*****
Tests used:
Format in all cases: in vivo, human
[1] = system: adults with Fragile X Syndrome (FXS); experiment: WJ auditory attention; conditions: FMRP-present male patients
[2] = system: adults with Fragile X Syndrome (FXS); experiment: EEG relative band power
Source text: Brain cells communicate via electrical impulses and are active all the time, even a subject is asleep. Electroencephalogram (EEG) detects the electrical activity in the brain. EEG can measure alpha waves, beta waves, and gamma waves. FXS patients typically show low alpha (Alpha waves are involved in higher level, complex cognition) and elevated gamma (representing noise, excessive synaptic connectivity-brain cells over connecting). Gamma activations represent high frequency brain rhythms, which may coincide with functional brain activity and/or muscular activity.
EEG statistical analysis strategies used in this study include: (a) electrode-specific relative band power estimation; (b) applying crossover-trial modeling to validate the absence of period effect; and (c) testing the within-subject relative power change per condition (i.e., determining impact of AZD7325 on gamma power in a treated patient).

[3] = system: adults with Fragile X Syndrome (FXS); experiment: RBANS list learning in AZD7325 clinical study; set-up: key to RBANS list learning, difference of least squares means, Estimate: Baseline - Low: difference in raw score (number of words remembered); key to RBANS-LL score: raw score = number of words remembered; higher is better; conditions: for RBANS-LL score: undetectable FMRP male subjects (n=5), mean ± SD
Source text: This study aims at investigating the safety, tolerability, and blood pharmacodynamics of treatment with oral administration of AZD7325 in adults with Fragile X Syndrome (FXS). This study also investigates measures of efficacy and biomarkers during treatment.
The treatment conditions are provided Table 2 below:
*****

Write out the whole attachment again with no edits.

Tests used:
Format in all cases: in vivo, human
[1] = system: adults with Fragile X Syndrome (FXS); experiment: WJ auditory attention; conditions: FMRP-present male patients
[2] = system: adults with Fragile X Syndrome (FXS); experiment: EEG relative band power
Source text: Brain cells communicate via electrical impulses and are active all the time, even a subject is asleep. Electroencephalogram (EEG) detects the electrical activity in the brain. EEG can measure alpha waves, beta waves, and gamma waves. FXS patients typically show low alpha (Alpha waves are involved in higher level, complex cognition) and elevated gamma (representing noise, excessive synaptic connectivity-brain cells over connecting). Gamma activations represent high frequency brain rhythms, which may coincide with functional brain activity and/or muscular activity.
EEG statistical analysis strategies used in this study include: (a) electrode-specific relative band power estimation; (b) applying crossover-trial modeling to validate the absence of period effect; and (c) testing the within-subject relative power change per condition (i.e., determining impact of AZD7325 on gamma power in a treated patient).

[3] = system: adults with Fragile X Syndrome (FXS); experiment: RBANS list learning in AZD7325 clinical study; set-up: key to RBANS list learning, difference of least squares means, Estimate: Baseline - Low: difference in raw score (number of words remembered); key to RBANS-LL score: raw score = number of words remembered; higher is better; conditions: for RBANS-LL score: undetectable FMRP male subjects (n=5), mean ± SD
Source text: This study aims at investigating the safety, tolerability, and blood pharmacodynamics of treatment with oral administration of AZD7325 in adults with Fragile X Syndrome (FXS). This study also investigates measures of efficacy and biomarkers during treatment.
The treatment conditions are provided Table 2 below: